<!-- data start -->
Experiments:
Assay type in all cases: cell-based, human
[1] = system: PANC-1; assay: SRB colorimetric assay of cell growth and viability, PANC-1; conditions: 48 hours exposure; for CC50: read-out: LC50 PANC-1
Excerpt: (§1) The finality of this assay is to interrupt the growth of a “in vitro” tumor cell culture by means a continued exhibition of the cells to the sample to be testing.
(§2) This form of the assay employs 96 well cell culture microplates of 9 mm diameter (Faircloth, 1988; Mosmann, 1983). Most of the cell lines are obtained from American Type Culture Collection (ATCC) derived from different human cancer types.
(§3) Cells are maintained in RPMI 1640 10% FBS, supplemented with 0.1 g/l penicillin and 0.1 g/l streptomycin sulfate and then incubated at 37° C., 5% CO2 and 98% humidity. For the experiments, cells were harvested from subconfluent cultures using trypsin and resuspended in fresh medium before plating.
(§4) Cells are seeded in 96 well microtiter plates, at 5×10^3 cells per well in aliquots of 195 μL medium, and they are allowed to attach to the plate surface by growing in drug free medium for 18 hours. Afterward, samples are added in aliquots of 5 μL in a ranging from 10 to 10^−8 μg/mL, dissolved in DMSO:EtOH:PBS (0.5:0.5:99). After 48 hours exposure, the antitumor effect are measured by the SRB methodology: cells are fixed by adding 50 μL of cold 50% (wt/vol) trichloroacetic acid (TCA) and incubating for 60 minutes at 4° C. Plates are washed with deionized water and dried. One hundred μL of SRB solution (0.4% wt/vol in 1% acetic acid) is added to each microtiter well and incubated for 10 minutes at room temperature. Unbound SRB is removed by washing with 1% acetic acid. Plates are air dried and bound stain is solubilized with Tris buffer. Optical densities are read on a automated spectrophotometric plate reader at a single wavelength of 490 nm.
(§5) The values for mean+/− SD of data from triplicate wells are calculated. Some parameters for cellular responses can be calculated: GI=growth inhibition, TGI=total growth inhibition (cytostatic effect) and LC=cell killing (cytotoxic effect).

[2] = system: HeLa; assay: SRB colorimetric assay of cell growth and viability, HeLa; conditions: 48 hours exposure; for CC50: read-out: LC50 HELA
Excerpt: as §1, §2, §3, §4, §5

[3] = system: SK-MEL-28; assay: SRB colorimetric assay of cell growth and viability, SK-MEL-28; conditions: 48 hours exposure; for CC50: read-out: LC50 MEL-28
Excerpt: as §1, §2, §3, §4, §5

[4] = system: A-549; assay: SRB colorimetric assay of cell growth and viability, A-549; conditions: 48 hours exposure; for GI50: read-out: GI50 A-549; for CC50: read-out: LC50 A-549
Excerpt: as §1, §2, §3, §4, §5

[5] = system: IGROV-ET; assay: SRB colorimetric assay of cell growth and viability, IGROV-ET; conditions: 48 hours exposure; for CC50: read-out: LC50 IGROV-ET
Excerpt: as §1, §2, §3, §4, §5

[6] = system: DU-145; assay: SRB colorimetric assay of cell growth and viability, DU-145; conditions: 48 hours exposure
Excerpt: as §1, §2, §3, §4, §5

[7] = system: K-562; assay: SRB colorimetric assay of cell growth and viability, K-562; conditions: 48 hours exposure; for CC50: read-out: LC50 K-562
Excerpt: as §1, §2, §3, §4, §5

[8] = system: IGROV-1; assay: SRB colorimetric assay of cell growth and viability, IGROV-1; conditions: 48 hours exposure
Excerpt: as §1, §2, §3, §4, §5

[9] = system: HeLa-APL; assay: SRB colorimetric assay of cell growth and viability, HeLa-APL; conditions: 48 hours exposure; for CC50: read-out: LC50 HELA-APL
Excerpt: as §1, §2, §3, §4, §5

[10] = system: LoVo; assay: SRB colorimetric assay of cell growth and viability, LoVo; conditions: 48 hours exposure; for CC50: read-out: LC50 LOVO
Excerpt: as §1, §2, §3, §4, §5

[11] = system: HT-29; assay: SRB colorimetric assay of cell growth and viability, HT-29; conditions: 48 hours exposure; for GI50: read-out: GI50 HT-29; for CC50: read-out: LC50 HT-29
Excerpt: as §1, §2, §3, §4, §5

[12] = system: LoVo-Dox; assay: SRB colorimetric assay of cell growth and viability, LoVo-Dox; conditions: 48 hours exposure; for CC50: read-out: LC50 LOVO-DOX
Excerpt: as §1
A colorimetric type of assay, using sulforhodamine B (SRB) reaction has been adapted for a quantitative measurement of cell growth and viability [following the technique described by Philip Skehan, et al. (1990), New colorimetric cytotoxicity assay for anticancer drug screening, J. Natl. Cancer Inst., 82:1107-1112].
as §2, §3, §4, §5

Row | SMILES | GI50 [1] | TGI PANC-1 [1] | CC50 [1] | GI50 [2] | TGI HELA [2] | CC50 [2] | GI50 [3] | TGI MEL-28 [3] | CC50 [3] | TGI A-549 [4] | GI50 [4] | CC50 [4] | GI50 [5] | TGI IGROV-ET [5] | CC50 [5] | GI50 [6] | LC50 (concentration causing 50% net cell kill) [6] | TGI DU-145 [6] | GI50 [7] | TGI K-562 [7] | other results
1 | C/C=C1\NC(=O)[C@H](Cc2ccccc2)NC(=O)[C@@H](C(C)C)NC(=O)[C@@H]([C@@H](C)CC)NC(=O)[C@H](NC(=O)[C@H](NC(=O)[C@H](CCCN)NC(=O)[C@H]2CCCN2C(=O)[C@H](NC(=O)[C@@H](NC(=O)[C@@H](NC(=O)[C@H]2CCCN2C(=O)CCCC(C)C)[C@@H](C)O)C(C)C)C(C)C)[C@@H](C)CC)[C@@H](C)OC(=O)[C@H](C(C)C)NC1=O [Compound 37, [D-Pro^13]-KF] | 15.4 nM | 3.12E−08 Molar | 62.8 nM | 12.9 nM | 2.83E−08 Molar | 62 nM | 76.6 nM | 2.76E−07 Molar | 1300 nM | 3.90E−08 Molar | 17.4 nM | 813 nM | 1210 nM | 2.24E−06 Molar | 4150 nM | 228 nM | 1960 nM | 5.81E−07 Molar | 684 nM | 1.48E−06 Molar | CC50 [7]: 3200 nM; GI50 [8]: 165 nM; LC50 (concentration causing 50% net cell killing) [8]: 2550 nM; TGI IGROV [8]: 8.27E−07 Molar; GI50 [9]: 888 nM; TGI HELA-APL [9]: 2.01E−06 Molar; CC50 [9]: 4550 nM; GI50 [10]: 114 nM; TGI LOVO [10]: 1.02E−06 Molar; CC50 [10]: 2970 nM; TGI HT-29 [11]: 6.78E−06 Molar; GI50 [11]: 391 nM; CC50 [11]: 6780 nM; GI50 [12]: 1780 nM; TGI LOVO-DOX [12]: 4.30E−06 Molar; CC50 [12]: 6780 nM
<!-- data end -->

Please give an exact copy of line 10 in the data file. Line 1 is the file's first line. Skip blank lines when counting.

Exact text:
Excerpt: as §1, §2, §3, §4, §5